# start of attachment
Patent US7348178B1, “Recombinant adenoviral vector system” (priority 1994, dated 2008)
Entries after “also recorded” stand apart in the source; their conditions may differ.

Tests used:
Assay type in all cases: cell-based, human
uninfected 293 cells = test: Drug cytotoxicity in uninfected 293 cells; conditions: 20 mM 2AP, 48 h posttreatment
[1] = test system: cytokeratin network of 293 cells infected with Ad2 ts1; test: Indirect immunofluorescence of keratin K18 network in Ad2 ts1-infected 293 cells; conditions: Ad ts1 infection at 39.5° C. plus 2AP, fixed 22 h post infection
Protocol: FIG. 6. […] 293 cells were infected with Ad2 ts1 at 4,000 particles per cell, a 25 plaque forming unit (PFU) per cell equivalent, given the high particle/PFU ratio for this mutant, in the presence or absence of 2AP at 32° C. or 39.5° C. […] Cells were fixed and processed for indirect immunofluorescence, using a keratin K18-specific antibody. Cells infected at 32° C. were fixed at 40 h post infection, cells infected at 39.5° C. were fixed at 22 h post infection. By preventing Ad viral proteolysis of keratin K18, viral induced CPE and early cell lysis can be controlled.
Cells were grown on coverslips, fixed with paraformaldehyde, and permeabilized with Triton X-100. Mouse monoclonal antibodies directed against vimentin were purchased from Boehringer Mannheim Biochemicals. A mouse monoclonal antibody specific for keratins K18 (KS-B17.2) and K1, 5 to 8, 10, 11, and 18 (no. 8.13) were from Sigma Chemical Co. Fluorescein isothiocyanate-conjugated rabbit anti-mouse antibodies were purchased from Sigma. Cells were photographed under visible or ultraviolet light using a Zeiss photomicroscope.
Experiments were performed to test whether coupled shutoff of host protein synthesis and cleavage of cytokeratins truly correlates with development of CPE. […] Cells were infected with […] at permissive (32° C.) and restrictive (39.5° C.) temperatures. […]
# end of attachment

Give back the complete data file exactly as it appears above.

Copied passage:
Patent US7348178B1, “Recombinant adenoviral vector system” (priority 1994, dated 2008)
Entries after “also recorded” stand apart in the source; their conditions may differ.

Tests used:
Assay type in all cases: cell-based, human
uninfected 293 cells = test: Drug cytotoxicity in uninfected 293 cells; conditions: 20 mM 2AP, 48 h posttreatment
[1] = test system: cytokeratin network of 293 cells infected with Ad2 ts1; test: Indirect immunofluorescence of keratin K18 network in Ad2 ts1-infected 293 cells; conditions: Ad ts1 infection at 39.5° C. plus 2AP, fixed 22 h post infection
Protocol: FIG. 6. […] 293 cells were infected with Ad2 ts1 at 4,000 particles per cell, a 25 plaque forming unit (PFU) per cell equivalent, given the high particle/PFU ratio for this mutant, in the presence or absence of 2AP at 32° C. or 39.5° C. […] Cells were fixed and processed for indirect immunofluorescence, using a keratin K18-specific antibody. Cells infected at 32° C. were fixed at 40 h post infection, cells infected at 39.5° C. were fixed at 22 h post infection. By preventing Ad viral proteolysis of keratin K18, viral induced CPE and early cell lysis can be controlled.
Cells were grown on coverslips, fixed with paraformaldehyde, and permeabilized with Triton X-100. Mouse monoclonal antibodies directed against vimentin were purchased from Boehringer Mannheim Biochemicals. A mouse monoclonal antibody specific for keratins K18 (KS-B17.2) and K1, 5 to 8, 10, 11, and 18 (no. 8.13) were from Sigma Chemical Co. Fluorescein isothiocyanate-conjugated rabbit anti-mouse antibodies were purchased from Sigma. Cells were photographed under visible or ultraviolet light using a Zeiss photomicroscope.
Experiments were performed to test whether coupled shutoff of host protein synthesis and cleavage of cytokeratins truly correlates with development of CPE. […] Cells were infected with […] at permissive (32° C.) and restrictive (39.5° C.) temperatures. […]